The woman had a low number of blood platelets and clots in small and large vessels, as well as bleeding, it said.
A few similar cases were found in Norway and in the European Medicines Agency’s (EMA) database of drug side effects, Danish Medicines Agency said.
“It was an unusual course of illness around the death that made the Danish Medicines Agency react,” it said in a statement late on Sunday.
Norway said on Saturday that three people, all under the age of 50, who had received the AstraZeneca vaccine were being treated in hospital for bleeding, blood clots and a low count of blood platelets, which were labeled “unusual symptoms” by health authorities.
Denmark, Norway and Iceland said last week they would halt the introduction of the AstraZeneca vaccine.
European vaccination programs have been upset in the last two weeks by reports that recipients of the AstraZeneca inoculation have suffered blood clots.
WHO says continue to use AstraZeneca vaccine as several countries temporarily pause distribution
The European Medicines Agency has said there is no indication that the events were caused by the vaccination, a view that was echoed by the World Health Organization on Friday.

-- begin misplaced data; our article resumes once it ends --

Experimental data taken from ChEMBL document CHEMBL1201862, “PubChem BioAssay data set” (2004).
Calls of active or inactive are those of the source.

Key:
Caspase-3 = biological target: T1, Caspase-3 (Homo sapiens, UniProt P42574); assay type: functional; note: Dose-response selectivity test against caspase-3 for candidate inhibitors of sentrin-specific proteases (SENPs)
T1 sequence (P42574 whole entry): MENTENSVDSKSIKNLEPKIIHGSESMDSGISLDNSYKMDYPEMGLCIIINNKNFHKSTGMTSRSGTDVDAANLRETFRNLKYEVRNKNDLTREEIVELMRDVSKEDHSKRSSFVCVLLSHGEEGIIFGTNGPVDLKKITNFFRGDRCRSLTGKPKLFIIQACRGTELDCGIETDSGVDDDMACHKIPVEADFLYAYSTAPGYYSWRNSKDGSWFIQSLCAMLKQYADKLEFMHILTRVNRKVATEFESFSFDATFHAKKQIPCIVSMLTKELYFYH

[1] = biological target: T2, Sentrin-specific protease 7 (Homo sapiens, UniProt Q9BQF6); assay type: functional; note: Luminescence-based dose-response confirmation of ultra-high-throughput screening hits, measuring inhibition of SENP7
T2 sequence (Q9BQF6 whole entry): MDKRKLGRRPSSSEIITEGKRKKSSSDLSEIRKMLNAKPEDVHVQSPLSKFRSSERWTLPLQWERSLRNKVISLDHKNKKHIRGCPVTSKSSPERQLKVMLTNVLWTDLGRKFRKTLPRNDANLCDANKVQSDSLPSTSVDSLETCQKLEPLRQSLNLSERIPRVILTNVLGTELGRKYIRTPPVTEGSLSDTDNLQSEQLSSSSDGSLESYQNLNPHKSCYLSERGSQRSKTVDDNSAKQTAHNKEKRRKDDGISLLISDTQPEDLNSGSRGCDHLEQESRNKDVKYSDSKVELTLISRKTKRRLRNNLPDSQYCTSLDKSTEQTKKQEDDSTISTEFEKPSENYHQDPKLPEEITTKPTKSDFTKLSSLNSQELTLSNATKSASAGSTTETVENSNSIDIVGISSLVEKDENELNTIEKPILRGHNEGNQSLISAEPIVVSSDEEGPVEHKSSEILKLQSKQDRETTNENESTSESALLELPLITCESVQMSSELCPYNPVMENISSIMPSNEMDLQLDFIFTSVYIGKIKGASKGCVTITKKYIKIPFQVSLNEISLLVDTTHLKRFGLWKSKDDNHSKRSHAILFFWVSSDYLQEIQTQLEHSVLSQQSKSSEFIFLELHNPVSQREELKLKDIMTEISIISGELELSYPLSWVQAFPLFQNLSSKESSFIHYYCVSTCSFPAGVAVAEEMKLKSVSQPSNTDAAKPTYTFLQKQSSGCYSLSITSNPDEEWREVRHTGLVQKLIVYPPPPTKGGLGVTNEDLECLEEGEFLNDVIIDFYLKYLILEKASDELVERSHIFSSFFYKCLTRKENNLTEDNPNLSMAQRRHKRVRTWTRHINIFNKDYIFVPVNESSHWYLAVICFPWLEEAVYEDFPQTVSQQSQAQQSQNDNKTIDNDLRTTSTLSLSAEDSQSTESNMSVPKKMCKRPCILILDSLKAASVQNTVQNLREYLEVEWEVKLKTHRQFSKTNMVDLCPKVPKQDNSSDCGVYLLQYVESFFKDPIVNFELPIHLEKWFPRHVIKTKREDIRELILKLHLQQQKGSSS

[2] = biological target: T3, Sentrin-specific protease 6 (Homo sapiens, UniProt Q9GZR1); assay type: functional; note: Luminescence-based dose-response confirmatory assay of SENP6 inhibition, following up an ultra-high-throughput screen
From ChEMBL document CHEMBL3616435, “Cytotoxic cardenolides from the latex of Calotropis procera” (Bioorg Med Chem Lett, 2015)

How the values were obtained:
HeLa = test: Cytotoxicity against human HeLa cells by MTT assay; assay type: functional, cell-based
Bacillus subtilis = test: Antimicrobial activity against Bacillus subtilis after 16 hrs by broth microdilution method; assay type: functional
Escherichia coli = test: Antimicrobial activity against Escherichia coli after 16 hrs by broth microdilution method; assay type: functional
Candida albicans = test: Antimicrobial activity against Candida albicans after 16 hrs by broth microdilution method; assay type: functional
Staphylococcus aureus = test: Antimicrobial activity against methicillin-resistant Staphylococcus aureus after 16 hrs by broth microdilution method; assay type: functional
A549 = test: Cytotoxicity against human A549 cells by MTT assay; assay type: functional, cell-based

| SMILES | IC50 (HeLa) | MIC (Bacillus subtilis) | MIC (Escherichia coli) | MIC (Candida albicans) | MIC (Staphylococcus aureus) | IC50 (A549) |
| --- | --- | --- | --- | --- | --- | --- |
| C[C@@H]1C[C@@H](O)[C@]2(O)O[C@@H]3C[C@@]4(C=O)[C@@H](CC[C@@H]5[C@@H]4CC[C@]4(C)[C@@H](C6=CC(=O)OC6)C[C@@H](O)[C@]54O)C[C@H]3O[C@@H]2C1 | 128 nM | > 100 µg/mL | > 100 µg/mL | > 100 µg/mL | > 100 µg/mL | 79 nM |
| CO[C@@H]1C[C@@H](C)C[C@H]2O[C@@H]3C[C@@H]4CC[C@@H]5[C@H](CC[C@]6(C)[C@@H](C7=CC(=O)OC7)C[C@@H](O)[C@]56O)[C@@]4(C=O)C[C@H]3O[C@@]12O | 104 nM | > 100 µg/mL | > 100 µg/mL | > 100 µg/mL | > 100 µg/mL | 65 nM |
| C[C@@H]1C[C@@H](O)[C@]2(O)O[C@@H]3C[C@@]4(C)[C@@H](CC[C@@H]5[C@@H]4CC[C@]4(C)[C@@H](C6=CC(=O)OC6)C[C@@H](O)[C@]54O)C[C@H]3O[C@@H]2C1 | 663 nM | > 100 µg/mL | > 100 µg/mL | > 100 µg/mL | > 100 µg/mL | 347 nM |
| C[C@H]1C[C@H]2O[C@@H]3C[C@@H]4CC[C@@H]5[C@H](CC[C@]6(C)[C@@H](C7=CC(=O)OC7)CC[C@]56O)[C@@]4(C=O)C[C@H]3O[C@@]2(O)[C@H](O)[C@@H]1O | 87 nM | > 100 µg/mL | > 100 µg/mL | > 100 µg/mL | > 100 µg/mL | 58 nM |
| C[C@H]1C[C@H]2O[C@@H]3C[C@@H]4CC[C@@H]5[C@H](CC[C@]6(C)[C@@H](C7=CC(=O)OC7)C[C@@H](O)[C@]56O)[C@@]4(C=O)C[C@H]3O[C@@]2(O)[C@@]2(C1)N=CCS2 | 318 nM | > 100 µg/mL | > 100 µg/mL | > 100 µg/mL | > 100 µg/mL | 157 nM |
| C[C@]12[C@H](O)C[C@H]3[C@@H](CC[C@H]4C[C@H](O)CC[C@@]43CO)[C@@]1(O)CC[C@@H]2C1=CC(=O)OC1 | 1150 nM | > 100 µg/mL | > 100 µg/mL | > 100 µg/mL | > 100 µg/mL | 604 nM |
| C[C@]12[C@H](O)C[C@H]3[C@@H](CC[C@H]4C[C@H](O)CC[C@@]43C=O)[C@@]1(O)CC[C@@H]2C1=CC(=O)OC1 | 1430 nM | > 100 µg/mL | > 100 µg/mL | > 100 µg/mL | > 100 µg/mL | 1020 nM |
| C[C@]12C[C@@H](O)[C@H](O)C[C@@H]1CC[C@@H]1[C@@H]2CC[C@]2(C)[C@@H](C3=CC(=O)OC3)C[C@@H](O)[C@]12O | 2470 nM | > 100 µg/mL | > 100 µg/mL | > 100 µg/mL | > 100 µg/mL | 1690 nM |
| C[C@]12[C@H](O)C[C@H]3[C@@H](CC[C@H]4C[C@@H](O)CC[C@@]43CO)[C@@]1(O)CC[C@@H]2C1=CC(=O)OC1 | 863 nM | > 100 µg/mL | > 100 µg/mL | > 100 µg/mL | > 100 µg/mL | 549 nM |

AstraZeneca said on Sunday a review of safety data of people vaccinated with its COVID-19 vaccine has shown no evidence of an increased risk of blood clots.
The issue is suspected to derive from a particular batch of vaccine doses.
Possible side effects of the AstraZeneca vaccine
Health Canada confirmed Sunday that Canada has not received any AstraZeneca vaccine doses that were part of the batch, which is now under investigation in connection with the blood clot reports.
Canada’s initial doses of the vaccine were manufactured by the Serum Insitute in India, not in Europe. Many of those doses have already arrived in Canada and are being administered in parts of Ontario.
“To date, no adverse events related to the AstraZeneca COVID-19 vaccine, or the version manufactured by the Serum Institute of India, have been reported to Health Canada or the Public Health Agency of Canada,” the agency said.
Health Canada, along with U.K. and EU drug regulators, said they would continue to move forward with administering the vaccine, despite the suspensions.
The agency said the benefits of the vaccine “continue to outweigh the risks” and that it still “meets Canada’s stringent safety, efficacy and quality requirements.”
— with files from Global News